On another level, this late edition of the map is a piece of history, being the copy used by the British delegation at the 1782 Treaty of Paris where the terms of the peace following Britain’s defeat at the hands of the United States were established. The map has been marked up in red to show the lines of the new border the British would be happy with. But at the conference they realised that they didn’t have to cede quite as much as they had drawn. The map suggests that Upper Canada (much of modern-day Ontario) was also available to the USA. So later the British government ordered the British Museum to lock the map away so that nobody, particularly no inquisitive Americans, might see it and demand any more.

It was hidden from view until the early 20th century.  

John Mitchell, 1711-1768, cartograph.er. A MAP of the BRITISH COLONIES in North America…

[London] : Publish'd by the Author Feb.ry 13.th 1755 according to Act of Parliament : Printed for Jefferys & Faden Geographers to the KING at the corner of S.t Martins Lane Charing Cross London, [about 1775, with annotations to 1782].

Maps K.Top 118.49.b.

 

Tom Harper

 

13 November 2020

The King’s Topographical Collection wonders

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You may already be aware with all the recent publicity surrounding the release of the first batch of images from the King’s Topographical Collection that this is indeed an incredible resource with countless unique maps and views. I thought I would share with you some of my favourite items which I think are wonderful examples you may encounter while browsing the collection. Fascinating not only because of the unusual format of some of the items or unexpected subject matter but also the fact that they provide a glimpse of what was interesting and worth collecting back in the 18th and 19th centuries. With 18,000 images available on Flickr there is plenty to discover!

 

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Maps K.Top.63.40. Tour de Cordouan, a l'Entrée de la Garonne. About 1680. 

This 17th century intricate architectural drawing shows the structure of the Cordouan lighthouse (Phare de Cordouan). What is unusual about this drawing is the use of flaps which are pasted over a round base representing the building. These flaps can be lifted to reveal a detailed layout of the various levels of the lighthouse.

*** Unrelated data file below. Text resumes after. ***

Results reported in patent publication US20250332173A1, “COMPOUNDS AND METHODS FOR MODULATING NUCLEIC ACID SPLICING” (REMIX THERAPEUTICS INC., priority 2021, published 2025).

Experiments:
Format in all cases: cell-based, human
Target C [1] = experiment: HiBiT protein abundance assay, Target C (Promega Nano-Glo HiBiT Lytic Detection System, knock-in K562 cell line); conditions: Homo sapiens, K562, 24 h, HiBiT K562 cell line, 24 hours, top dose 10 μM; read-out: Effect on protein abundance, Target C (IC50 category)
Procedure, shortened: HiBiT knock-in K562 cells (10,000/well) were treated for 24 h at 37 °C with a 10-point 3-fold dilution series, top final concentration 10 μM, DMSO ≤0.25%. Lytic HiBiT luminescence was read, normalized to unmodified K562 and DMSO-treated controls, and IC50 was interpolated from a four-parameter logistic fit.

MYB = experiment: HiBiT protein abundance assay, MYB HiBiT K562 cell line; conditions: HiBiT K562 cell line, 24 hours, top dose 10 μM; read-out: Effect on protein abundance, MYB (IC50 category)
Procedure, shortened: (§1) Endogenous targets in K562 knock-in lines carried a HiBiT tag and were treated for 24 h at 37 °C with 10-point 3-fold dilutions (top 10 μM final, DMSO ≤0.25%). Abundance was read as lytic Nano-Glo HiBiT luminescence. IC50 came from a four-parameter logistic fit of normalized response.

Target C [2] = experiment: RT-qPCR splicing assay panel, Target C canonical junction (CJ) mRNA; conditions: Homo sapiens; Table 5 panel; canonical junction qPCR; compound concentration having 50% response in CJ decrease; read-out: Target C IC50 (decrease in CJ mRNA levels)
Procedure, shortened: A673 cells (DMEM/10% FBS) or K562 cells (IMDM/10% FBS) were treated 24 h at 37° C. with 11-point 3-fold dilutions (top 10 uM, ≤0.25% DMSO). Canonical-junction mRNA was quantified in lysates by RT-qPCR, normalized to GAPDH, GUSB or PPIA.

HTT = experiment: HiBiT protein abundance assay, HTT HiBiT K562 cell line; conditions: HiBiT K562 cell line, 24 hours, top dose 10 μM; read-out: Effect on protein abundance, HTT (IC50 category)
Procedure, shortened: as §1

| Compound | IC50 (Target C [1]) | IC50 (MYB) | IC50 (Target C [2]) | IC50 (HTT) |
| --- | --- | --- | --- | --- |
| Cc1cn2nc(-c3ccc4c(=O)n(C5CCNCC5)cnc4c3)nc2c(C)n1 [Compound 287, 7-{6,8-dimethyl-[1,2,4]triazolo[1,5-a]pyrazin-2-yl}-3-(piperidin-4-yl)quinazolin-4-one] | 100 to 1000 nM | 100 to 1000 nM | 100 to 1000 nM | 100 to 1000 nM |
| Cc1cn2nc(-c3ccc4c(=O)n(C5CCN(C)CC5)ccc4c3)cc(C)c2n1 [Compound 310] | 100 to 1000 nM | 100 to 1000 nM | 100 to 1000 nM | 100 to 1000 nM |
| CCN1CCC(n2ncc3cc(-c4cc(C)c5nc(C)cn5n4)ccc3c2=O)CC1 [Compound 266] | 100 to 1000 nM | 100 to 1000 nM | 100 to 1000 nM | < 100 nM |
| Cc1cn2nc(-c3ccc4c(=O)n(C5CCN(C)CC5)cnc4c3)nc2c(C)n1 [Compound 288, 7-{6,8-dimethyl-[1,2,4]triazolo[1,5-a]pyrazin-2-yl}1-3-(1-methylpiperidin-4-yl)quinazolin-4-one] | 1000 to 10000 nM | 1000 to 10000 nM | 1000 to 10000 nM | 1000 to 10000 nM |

Phare de Cordouan is situated at sea near the mouth of the Gironde Estuary 4.3 miles off the French coast and was constructed in 1611 to Louis de Foix, the royal engineer’s design. The original structure comprised of five storeys and included the grand entrance hall, King’s chambers, a chapel, apartments for the keepers and, of course, the lantern itself. The entire building was richly ornamented with particular attention paid to grand décor and its unique design became a symbol of power. Phare de Cordouan is one of the oldest lighthouses in France and is still in use today.

 

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Maps K.Top.36.24.2.b. Plan of the most remarkable effects of the earthquake, which happened ye 27th of May, 1773; at the Birches, in the Parish of Buildwas and near Coalbrookdale in the County of Salop… 1773.

This unusual map represents an aftermath of a geological event which occurred in 1773 near the village of Buildwas in Shropshire. The eye-catching title resembles a sensationalist headline style although soon after the event it was established that the cause was a landslip rather than an earthquake - in the mapmaker’s defence the term earthquake was used occasionally to describe a landslip in the late 18th century. Whatever the cause, the map is a contemporary record of an event that significantly changed the local landscape and impacted the community.

It delineates the extent of the damage including the pre- and post- earthquake configuration of the area such as the road location, the old and the new course of the River Severn, as well as the chasms and areas where the ground was raised. The force of water damaged the existing bridge which was eventually replaced in 1796 by a cast iron bridge built to the design of the Scottish civil engineer Thomas Telford (it was actually his first iron bridge). The map was published just four months after the event in the context of an inquiry into the reconstruction of the turnpike road and the river channel. 

 

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Maps K.Top.27.41.7. Fox's new floating bath, now lying opposite Surry Stairs, near Somerset Place, on the Middlesex Side of the Thames, for the Reception & Use of Bathers. About 1810. 

This rare ephemera from the beginning of the 19th century advertises an innovative and rather bizarre concept: a boat specifically constructed to serve as public baths. Conveniently moored on the River Thames in central London this floating facility would be ‘the compleatest and best adapted of its kind for bathing in England’.

The adventurous entrepreneur worked out all the logistics explained in the accompanying text. The floating baths would be made available on a subscription or a single-entry basis and serviced by watermen transporting the bathers to and from the boat. There was a promise of a pleasant experience in the stylish décor and even health benefits claiming that the facility was recommended by doctors. These were rather doubtful claims as bathing in the Thames surely could not be beneficial considering how polluted the River was in the 19th century. There is no record that such a boat was ever constructed but the idea was realised on a much larger scale later in the century when in the 1870s floating baths opened on the Westminster embankment with water filtering systems in place.